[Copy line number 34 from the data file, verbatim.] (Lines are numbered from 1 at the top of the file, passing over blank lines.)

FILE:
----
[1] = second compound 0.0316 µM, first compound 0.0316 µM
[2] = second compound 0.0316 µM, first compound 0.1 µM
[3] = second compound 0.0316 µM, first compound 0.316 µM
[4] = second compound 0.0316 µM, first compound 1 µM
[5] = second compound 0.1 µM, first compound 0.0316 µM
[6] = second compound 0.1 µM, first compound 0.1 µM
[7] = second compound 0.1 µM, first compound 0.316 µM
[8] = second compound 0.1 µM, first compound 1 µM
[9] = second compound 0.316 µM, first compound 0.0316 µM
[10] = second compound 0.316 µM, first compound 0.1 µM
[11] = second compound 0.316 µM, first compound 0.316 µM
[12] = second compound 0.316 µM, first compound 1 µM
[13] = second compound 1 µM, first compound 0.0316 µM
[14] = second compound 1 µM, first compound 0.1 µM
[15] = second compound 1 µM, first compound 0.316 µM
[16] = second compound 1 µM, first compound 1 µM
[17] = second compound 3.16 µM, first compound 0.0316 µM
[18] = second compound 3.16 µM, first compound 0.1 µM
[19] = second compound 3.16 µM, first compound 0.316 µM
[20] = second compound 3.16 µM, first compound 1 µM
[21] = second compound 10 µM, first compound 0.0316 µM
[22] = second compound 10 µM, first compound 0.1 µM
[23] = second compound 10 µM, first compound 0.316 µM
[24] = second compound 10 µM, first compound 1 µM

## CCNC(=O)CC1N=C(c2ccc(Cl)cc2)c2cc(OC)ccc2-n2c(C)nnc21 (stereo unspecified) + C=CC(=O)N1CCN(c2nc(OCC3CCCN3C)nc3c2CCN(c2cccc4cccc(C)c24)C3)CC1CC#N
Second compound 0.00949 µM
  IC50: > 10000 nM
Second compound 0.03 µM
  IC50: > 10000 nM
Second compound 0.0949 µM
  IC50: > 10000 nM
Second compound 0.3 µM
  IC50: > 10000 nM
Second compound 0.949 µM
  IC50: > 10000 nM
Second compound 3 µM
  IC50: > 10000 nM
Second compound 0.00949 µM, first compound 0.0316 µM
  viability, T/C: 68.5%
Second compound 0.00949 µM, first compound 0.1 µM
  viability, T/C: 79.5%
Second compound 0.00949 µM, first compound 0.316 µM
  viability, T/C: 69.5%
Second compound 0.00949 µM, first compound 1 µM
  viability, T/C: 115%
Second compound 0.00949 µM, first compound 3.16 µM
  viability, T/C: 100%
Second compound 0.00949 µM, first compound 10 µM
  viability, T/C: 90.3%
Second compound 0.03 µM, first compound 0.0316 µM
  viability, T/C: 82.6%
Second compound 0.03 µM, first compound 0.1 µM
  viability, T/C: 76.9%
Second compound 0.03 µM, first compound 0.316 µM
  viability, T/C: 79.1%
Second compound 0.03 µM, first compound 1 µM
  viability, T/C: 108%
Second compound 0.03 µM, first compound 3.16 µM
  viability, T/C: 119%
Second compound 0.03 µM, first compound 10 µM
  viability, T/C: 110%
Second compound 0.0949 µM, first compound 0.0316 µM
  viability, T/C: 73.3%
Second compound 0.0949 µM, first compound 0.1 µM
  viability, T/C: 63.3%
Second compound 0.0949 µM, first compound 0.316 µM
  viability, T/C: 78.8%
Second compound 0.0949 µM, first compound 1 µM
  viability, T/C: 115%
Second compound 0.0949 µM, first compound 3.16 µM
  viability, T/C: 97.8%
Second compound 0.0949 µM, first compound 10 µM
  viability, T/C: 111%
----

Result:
Second compound 0.949 µM